Lucinda Williams, "Big Red Sun Blues"
Lucinda Williams not only has a way with words, but also an abundance of love and pain in her twangy, gravel-road voice that goes beyond words. Long before Time Magazine called her "America's best songwriter," Williams'1988 self-titled third album announced her arrival in a new space beyond country where Americana would put down its roots. The album also earned Williams her first GRAMMY win for Best Country Song for "Passionate Kisses," but it was the slide-guitar lament "Big Red Sun Blues" that had us howlin' at the sun with lines like, "The sun is hangin' in the sky/Sinkin' low and so am I," and still wondering, "How'm I gonna lose these big red sun blues," 30 years later. — N.H.
Donovan, "Sunshine Superman"
The No. 1 Hot 100 hit at the end of summer 1966, Donovan's "Sunshine Superman" presented an upbeat "you're going to be mine" anticipation, inspired by the morning sunshine. This positive attitude combined with its bouncy U.K. pop-rock joy was contagious. Some of the excellence of its original recording was contributed by John Paul Jones on bass and Jimmy Page on one of the song's electric guitars, both of whom went on to GRAMMY wins. May your sunshine make you feel just as good as Superman, too. — P.M.
Snoop Dogg Featuring Pharrell Williams, "Drop It Like It's Hot"
Ah yes, the perfect song, if you will, for when the sand is hot and the beer is cold. Snoop Dogg and Pharrell Williams took the common phrase (and dance move) and codified it in hip-hop history with their 2004 single "Drop It Like It's Hot." The track turned out to be a smash hit and it earned two GRAMMY nominations at the 47th GRAMMY Awards: Best Rap Performance By A Duo Or Group and Best Rap Song. In 2009 Billboard named the track the most popular rap song of the decade, which is a great reason to add it to your summer solstice playlist this year. — R.F.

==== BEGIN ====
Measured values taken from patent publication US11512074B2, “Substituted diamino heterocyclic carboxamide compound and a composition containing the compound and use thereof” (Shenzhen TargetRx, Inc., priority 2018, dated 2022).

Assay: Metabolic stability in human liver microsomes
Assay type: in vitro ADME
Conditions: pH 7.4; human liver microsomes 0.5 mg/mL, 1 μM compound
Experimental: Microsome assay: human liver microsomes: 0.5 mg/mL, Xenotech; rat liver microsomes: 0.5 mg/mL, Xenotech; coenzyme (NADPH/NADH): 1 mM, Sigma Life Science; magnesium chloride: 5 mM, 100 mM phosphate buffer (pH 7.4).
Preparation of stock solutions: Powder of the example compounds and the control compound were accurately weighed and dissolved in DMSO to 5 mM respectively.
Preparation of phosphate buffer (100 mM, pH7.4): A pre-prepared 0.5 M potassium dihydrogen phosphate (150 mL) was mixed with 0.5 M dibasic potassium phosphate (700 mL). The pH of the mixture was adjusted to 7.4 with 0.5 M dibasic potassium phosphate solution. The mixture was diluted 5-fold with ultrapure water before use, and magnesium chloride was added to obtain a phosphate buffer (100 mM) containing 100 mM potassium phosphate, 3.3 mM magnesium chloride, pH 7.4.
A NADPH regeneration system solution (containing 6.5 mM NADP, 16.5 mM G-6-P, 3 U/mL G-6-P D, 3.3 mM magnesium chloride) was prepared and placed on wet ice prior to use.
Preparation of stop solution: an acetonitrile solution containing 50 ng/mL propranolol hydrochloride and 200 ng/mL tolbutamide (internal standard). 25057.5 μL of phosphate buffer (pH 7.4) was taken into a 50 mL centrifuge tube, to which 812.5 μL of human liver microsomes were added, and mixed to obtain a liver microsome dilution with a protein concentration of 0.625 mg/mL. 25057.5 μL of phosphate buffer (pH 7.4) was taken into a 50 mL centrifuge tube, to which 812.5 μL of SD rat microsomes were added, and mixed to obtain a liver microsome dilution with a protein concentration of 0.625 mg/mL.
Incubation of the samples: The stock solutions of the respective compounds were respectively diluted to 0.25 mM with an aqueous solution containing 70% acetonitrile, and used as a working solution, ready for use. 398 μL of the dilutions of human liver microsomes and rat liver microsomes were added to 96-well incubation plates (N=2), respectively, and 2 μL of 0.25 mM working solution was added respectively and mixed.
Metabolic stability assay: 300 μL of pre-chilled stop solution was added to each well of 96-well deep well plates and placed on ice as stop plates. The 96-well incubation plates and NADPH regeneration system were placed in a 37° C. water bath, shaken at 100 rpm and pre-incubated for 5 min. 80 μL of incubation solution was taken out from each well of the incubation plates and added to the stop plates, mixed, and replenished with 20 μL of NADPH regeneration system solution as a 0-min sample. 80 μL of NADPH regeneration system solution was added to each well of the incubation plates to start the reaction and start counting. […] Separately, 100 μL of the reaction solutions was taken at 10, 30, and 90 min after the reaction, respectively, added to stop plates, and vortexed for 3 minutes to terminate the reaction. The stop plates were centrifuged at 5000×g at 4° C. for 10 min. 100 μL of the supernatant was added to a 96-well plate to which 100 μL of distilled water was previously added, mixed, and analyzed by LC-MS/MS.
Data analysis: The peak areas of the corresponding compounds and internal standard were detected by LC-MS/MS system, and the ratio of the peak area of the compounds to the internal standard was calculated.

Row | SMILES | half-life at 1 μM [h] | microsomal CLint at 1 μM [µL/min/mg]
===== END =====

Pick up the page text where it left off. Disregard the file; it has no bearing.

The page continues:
Neurosis, "A Sun That Never Sets"
Oakland, Calif.'s legendary experimental heavyweights Neurosis have a rich — and complicated — history with the sun. Early in their career they chose to never perform underneath it, preferring the cloak of night for their epic, visually enhanced live set. They even released a brilliantly brutal album titled Enemy Of The Sun in 1993. All that changed when they faced the sun onstage for the first time at Ozzfest in 1996, and five years later, they'd made their solar amends and delivered "A Sun That Never Sets." Recorded by recent World Series of Poker seven-card stud champ and engineering wizard Steve Albini, the song's stark, haunting intro builds into a massive, sun-blazed sonic catharsis tailor-made for the celebrating solstice. — N.H.
Richie Havens, "Here Comes The Sun"
A song of benediction, "Here Comes The Sun" was one of George Harrison's transcendental contributions to the Beatles' 1969 album, Abbey Road. At a sensational opening performance made famous by the film Woodstock, shot at the 1969 festival and released the following year, Richie Havens and his acoustic strumming set the scene with the songs "Handsome Johnny" and "Freedom." Then his cover of Harrison's hit on his 1971 album Alarm Clock reached No. 16 on the Billboard Hot 100, spreading good feelings everywhere it was heard. An evergreen classic covered by many great artists, Haven's folk authenticity made the song uniquely his own. — P.M.
The title track of this year's big day, "Solstice", sees Björk trade in her usual — and usually very unusual — brilliant sonic production in favor of a simple, sparse, poetic hymn. Taken from her 2011 album Biophilia, which Pitchfork claimed, "May be her most ambitious yet." This is really saying something when referencing one of our generations' most daring artists. In "Solstice," the Icelandic GRAMMY nominee reminds us, "You are a light bearer, a light bearer/Receiving radiance from others'/Flickering sun flame." Happy solstice, everybody! — N.H.